Do you find it odd that Jesus tells the Father that he is not going to pray for the very world for which he is about to die? However we choose to label it, the line I am not praying for the world” sort of jumps out from the text. His prayer efforts are not for the unbelievers. His burden is not for the unevangelized. His focus is entirely upon those who’ve chosen to believe, for the already evangelized. Odd? Maybe. But if we keep tugging at this thread we might find something incredibly liberating. What if this is a model for our prayers as well?


To be continued…

December 8

The Chronicles of Kiwi, Part 20

I packed my bags tonight, pre-flight

Well, good news! While the trip down here to New Zealand was a drawn out affair – nearly 24 hours of flying and connections and what not – it seems the trip home shouldn’t be all that bad. It says, right here on my ticket, that we’ll leave Auckland, NZ at 3:30 p.m. on Thursday, December 7th and that we’ll arrive home to Durango, Colorado at 5:48 p.m. on Thursday, December 7th. How about that? Only a couple of hours of travel…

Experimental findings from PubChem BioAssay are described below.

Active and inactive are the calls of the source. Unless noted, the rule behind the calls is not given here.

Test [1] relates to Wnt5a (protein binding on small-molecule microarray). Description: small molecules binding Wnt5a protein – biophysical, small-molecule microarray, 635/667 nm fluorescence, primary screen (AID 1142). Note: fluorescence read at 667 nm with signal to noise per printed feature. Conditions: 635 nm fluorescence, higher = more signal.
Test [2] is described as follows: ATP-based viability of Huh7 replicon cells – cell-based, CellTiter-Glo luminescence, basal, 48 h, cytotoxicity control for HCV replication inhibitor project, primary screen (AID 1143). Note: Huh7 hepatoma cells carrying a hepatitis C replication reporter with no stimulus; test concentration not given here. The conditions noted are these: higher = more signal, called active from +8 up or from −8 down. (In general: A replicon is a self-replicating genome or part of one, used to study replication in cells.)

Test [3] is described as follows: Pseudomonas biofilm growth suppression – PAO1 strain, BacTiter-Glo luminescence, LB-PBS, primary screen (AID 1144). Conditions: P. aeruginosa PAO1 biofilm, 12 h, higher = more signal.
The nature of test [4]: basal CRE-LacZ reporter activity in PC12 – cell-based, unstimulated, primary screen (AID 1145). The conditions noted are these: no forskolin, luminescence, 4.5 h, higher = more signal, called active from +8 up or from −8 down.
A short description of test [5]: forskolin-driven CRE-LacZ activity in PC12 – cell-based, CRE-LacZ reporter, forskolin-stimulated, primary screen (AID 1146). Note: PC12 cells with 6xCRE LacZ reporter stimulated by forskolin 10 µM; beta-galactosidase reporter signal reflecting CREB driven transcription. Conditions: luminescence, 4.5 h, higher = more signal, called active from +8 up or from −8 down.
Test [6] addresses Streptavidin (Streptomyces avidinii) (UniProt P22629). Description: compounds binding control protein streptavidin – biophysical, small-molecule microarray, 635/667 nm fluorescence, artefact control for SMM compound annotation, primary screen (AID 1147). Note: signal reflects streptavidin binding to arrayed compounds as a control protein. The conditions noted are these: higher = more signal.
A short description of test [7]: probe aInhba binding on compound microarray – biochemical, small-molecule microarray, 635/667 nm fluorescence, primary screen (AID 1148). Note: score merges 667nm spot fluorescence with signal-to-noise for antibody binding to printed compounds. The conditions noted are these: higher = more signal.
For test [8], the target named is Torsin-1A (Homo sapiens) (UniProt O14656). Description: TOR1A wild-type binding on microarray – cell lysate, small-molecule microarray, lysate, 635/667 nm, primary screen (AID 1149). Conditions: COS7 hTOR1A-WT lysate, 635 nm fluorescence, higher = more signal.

Hmm…That two hour thing did NOT work out. So, a bit about the plane. The seat of my neighbor directly in front of me, 30 D, kindly hosts a monitor for me just as my seat, 31 D, hosts one for the passenger behind me. It’s a marvel. We can choose from hundreds of movies, music genres, internet ($19 for the flight), video games and the like. I’ve been glancing about. Someone is watching one of the Fast and Furious movies, another, Wonder Woman. I see Spider Man is still avoiding traffic congestion with his spidey ways – jumping from building to building. And surprisingly, several screens are ablaze with the latest offering from the Planet of The Apes franchise. I’ve kept the Flight Update Screen going most of the way and occasionally glance up to see if we’re still in the air and if there’s anything I can do to be of assistance. My vigilance seems to have paid off. We’re still in the air. We crossed the equator a little while ago. Our air speed is 568 mph, we’re at 38000, and it is -54F outside. I’ve got the fidgets. The cheerful and full-size lad next to me got the early dibs on the arm rests. I feel sorry for him so I’m not going to stake any claims when he takes a bathroom break. I think he’s stressed. He’s told me the same joke twice. He is stuck in the middle and allowing him a bit of elbow room seems a mercy. What would Jesus do…with his heavenly elbows? I’m assuming he’d rest them beatifically in his lap as I feel I’m being nudged to do.